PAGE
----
The housing market moves so much faster than wages ever will, and it seems having only some units rent controlled exacerbates the problem for units that aren't, so why not make every unit in the state a rent controlled unit? The landlords are already insulated from the whiplash of the housing market from statewide property tax control in the form of prop 13, why not let renters enjoy that isolation as well?
No-one would move, ever. People wouldn't be able to change jobs even for much higher salaries or better conditions. Children would live with their parents forever. Many people would live precariously in illegal sublets with inadequate fire exits etc. Developers would stop building. Landlords would stop doing maintenance and let their buildings rot. Everyone would be miserable.
> Many low income renters are paying 50% or more of their income on rent, that's not sustainable for the wider economy that relies on low skill labor to function, and the solution is not to have people commute 4h every day to clean an office, teach a class, or fight a fire.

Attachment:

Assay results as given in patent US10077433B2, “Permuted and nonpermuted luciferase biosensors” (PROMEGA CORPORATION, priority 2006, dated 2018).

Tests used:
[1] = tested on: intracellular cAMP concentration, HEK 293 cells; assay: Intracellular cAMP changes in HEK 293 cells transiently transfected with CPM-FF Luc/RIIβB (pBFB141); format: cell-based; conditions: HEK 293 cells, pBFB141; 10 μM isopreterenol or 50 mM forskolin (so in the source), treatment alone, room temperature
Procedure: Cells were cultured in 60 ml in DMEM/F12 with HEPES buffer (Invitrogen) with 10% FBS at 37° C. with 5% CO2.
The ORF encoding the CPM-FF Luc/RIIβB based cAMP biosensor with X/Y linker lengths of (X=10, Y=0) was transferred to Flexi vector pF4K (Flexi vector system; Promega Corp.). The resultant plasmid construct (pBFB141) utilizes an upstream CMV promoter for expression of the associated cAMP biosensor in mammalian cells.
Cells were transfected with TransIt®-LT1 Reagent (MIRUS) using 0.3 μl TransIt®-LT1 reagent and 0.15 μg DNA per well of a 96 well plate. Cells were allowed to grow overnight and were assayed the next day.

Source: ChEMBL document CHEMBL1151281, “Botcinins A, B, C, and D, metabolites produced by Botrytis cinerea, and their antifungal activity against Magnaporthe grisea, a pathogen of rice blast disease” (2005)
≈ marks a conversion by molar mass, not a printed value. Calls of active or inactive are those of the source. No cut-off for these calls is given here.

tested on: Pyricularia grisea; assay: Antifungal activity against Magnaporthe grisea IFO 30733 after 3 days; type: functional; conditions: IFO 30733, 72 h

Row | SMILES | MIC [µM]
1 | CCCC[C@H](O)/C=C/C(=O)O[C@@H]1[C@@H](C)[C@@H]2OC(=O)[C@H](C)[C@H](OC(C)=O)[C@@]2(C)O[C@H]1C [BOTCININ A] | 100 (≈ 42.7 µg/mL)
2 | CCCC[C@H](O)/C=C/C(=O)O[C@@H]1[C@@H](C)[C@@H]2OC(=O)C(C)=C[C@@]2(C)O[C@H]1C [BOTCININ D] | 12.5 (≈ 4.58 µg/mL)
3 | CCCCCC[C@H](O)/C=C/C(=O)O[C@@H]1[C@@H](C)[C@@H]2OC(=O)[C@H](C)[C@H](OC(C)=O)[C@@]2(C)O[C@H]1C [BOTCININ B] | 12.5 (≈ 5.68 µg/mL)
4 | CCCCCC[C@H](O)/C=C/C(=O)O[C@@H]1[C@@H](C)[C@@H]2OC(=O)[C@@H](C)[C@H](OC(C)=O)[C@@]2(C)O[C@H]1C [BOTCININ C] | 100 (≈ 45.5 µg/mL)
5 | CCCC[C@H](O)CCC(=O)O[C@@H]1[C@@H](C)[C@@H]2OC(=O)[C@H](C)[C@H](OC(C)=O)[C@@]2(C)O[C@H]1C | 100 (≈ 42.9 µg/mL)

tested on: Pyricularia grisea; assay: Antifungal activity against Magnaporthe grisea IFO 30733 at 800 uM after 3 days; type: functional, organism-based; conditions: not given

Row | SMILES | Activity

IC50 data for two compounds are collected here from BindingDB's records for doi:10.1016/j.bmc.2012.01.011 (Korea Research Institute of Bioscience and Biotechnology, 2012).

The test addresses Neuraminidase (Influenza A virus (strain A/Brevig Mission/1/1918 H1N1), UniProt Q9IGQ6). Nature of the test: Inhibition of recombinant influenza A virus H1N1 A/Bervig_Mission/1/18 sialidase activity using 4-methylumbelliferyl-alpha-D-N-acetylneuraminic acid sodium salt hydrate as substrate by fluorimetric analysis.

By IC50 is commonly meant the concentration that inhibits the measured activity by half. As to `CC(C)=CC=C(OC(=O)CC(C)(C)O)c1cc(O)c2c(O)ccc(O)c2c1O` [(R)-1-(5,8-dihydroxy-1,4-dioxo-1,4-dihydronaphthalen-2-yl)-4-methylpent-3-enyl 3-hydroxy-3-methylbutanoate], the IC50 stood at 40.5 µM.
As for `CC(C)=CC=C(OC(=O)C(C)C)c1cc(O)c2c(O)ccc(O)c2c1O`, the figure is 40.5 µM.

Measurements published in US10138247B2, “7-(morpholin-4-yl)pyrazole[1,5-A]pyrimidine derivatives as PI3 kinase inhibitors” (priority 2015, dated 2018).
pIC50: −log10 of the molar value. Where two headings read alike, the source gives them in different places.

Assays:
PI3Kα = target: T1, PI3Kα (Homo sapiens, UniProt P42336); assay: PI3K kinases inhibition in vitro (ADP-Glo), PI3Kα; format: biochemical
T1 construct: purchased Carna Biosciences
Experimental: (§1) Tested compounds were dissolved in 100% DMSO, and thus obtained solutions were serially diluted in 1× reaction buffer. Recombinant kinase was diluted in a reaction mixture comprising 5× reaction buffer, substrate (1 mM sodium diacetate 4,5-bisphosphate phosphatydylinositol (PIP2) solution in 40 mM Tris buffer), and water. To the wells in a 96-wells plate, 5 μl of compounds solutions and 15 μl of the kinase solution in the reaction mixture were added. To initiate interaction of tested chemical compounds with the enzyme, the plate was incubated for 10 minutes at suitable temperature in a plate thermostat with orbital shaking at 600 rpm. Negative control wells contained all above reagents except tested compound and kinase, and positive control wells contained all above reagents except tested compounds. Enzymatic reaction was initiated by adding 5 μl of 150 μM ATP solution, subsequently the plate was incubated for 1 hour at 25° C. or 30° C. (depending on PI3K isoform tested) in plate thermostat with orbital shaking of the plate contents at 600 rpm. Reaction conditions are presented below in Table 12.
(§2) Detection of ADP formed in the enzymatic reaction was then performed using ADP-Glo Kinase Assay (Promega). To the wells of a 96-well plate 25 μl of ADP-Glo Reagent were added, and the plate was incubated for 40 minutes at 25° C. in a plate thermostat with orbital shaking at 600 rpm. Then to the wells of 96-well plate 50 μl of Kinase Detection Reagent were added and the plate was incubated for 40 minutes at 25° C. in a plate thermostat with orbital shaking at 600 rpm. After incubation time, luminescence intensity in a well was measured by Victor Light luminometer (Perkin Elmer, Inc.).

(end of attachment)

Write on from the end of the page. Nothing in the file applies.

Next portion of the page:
Rent control creates longer commutes. To the extent that the economy actually relies on low skill labour, it can pay the actual cost of having that labour where it needs it. In fact by having rent control you artificially depress wages and encourage companies to employ humans in bad jobs rather than finding ways to make things better.
It's also a problem that's essentially invisible to anyone who bought into the market at a good price, or is wealthy enough to pay market-rate rents. But for the rest of us, it hurts.
I feel like this post should feature at the top of any discussion on housing.
The really problematic rent control is in San Francisco, where rent increases are capped at 60% of CPI (well below inflation). This results in massive giveaways to the rich that grow every year.
inflation + 3% is an investment that I'd make.
I don't think you could just set the cap and say job done, there's enough money there to ensure everyone benefits though.